OHSU

Graduate Studies Faculty

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Bernard A. Fox, Ph.D

Chief, Laboratory of Molecular and Tumor Immunology, EACRI
Associate Professor, MMI and Env and Biomolec systems
Leader, Tumor Immunology Focus Group, OHSU Cancer Inst.
Admin Unit: SOM-Molecular Microbiology & Immunology Department
Phone: 503 215 6311 office / 503 215 6614 admin. asst.
Lab Phone: 503 215 3881
Fax: 503 215 6841
Office: Rm 5F40, Chiles Res Inst. Providence PDX Med Cntr
Mail Code: 4805 NE Glisan, PDX, OR 97213
Programs:
Molecular Microbiology & Immunology
Program in Molecular & Cellular Biosciences
Research Interests:
Tumor Immunology, Cancer immunotherapy, Translational Medicine. LAB GOALS: 1) Develop effective immunotherapies that eliminate tumors in mice, 2) Translate this into patients with cancer, 3) Train next generation of translational investigators.
Preceptor Rotations
Dr. Fox has not indicated availability for preceptor rotations at this time.
Faculty Mentorship
Dr. Fox has not indicated availability as a mentor at this time.
Profile
The laboratory of Molecular and Tumor Immunology (Fox Lab) is located within the Earle A. Chiles Research Institute (EACRI) and is divided into two groups.

The preclinical group (Shawn Jensen, Michael LaCelle, Chris Twitty, Kevin Friedman) uses animal models to develop new strategies to augment therapeutic immunotherapy and also defines the mechanisms of T cell-mediated tumor elimination and tumor escape.

The translational group (Tarsem Moudgil, Sachin Puri, James Thompson) transfers these developments into clinical trials, monitors patient’s anti-tumor immune response and develops hypotheses that are returned to the preclinical group for testing in animal models.

Our laboratory’s current focus is on understanding the tumor-induced suppressive mechanisms that blunt the efficacy of immunotherapy and developing approaches to overcome these mechanisms. In preclinical models this involves the appreciation of the important role tumor-induced T reg cells play and development of strategies to overcome this effect.  One approaches developed in the lab is depletion of CD25+ cells from cells used to “reconstitute” a lympho-depleted host.  This strategy is now being translated into clinical trials for patients with melanoma or prostate cancer.  A second strategy is to employ anti-CD4 antibody to partially deplete CD4 T cells.  In preclinical models this depletion “tips-the-balance” and uncovers therapeutic efficacy in a multiple vaccination model.  This strategy is also heading to a phase I clinical trial.  Other studies are using T cell receptor (TCR) transgenic (Tg) mice with specificity for tumor-specific/associated antigens to dissect the mechanisms of tumor regression and tumor escape. The lab also uses a wide variety of knockout (KO) and Tg mice to study requirements for tumor elimination in vivo, maintenance of long-term antitumor immunity and approaches to augment effector function.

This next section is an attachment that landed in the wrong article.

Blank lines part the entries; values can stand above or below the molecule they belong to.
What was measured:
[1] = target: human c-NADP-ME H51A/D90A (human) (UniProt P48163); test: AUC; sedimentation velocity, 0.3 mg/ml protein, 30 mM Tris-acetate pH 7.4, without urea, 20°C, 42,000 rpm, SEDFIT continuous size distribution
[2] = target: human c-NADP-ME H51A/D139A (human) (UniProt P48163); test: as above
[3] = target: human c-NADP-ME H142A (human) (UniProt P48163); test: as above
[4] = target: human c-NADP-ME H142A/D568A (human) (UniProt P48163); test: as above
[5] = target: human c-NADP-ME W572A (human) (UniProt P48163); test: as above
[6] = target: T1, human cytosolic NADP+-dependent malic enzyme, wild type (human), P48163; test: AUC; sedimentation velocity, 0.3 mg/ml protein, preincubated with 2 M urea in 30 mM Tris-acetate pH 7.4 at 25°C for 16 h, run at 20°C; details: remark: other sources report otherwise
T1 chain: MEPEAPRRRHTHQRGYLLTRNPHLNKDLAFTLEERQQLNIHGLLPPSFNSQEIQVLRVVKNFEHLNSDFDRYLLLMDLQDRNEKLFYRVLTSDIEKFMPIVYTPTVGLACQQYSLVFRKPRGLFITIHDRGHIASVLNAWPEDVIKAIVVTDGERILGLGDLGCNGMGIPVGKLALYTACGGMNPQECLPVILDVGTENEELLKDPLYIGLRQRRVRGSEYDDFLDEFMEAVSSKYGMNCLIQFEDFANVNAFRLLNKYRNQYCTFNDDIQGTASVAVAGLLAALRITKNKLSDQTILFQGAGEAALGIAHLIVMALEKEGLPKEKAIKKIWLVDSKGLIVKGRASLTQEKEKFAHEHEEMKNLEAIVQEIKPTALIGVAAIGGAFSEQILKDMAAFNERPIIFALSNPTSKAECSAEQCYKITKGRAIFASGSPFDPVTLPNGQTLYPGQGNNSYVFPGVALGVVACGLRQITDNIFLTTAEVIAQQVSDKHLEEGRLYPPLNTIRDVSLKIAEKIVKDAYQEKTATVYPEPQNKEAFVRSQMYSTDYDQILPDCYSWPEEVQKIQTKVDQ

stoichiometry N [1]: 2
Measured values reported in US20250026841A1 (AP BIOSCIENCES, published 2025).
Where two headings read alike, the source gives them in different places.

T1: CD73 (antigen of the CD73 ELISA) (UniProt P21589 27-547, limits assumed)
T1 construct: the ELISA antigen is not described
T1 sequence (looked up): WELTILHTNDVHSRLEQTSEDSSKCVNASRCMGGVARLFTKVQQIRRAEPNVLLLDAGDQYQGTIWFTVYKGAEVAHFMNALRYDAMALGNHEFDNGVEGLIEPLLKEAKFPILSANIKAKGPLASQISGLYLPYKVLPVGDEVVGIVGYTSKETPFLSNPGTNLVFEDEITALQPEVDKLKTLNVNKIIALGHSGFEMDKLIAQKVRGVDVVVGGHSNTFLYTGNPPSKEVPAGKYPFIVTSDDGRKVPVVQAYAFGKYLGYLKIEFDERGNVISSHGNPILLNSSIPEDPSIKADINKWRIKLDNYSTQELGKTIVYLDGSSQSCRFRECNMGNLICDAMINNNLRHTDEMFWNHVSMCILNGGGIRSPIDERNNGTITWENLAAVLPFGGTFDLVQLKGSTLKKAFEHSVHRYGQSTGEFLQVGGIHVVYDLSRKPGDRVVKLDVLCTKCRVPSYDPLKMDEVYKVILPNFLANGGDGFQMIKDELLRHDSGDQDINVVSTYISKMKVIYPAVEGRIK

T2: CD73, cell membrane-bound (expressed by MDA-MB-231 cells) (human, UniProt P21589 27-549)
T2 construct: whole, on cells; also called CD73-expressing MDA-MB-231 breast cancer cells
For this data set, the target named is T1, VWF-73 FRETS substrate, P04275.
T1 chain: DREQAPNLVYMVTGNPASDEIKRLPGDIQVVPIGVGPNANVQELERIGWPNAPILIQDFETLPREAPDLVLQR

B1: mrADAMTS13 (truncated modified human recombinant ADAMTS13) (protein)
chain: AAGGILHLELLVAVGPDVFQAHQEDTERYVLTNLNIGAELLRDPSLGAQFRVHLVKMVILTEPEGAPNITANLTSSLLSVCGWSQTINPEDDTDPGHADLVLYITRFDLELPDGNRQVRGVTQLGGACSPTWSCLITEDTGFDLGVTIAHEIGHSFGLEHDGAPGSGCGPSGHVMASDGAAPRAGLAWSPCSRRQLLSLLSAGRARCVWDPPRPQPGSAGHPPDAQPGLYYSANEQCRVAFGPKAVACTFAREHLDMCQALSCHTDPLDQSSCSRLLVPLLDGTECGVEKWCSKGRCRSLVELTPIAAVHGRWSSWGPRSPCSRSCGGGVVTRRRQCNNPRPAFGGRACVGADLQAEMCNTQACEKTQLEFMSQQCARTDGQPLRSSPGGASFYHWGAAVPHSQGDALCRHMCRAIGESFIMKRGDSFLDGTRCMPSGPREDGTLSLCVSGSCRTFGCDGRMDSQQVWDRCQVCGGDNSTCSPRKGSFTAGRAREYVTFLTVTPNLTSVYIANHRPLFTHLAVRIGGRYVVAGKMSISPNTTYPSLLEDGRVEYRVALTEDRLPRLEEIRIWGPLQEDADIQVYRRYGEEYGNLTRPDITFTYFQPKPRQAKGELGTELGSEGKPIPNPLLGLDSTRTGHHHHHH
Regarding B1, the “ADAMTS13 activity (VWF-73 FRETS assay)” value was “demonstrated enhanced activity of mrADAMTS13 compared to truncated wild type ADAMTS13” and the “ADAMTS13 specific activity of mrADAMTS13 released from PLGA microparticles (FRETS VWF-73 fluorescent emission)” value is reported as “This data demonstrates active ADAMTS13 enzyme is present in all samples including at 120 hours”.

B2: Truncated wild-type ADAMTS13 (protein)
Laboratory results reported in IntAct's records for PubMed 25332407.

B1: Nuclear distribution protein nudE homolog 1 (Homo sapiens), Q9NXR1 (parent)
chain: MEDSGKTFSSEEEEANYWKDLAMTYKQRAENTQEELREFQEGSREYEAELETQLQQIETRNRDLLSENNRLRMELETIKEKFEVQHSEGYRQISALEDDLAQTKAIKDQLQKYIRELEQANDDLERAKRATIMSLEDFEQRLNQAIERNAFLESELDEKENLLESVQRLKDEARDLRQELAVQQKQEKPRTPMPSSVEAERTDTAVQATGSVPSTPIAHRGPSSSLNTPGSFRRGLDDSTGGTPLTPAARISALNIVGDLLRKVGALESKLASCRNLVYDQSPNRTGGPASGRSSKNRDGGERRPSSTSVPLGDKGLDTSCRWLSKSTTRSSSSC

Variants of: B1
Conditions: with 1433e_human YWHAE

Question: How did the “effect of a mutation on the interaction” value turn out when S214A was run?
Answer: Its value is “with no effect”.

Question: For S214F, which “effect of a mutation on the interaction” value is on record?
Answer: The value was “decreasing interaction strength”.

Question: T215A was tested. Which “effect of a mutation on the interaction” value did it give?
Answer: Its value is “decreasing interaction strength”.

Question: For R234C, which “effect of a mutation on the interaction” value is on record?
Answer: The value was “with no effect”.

Other studies in our lab have unexpectedly identified that patients receiving lympho-depleting chemotherapy prior to adoptive transfer of peripheral blood mononuclear cells and vaccination have an increased frequency of CD3+/CD4+/CD25+/FoxP3+ "Regulatory" T cells (3-5 fold) within the first 2 weeks of vaccination.  These elevated levels of regulatory T cells and can stay elevated for several weeks.  Current efforts are directed at understanding this observation and characterizing the cellular and humoral anti-tumor immune response. By apheresing patients prior to and following vaccination we have substantial numbers of T cells, monocytes and DCs for performing sophisticated monitoring and the development of cellular reagents.  In collaboration with biotech collaborators we are using SEREX to evaluate the development of humoral anti-tumor immunity.

Our group has collaborations with Hong-Ming Hu's lab (EACRI) that are exploring how using autophagasomes can improve cross-presentation of tumor antigens and augment antitumor immunity.  Andrew Weinberg’s group (EACRI/MMI), evaluating the role of anti-OX-40 in our animal models and evaluating the anti-tumor immune response of patients receiving anti-OX40.  Collaborations with Christian Poehlein (EACRI) are exploring new  markers, identified by micro array, that are associated with tumor-induced regulatory T cells.

We also have a collaboration with Ann Hill’s lab that exploits their observations that vaccination with CMV vectors results in a high percentage of T cells recognizing the CMV vector.  By placing tumor/tumor-associated antigens in CMV vectors we are evaluating if this strategy has therapeutic potential.  Work with Klaus Frueh is evaluating expression of genes expressed by natural versus tumor-induced Treg cells in the B16BL6 melanoma model.

Collaborations with Dominik Ruttinger, Hauke Winter and Natasja van den Engle at the LMU, Munich, Germany are translating discoveries in preclinical models into patients with non small cell lung cancer (NSCLC) and gastric cancer.  In the same vein, collaborations with Yili Wang, Xi'an Jiaotong University, Xi'an, China, are moving recent preclinical findings into patients with ovarian cancer.  Collaborations with the FDA are using micro arrays to characterize genes that are overexpressed in NSCLC with hopes of using this information to develop biomarkers and aid in immunological monitoring.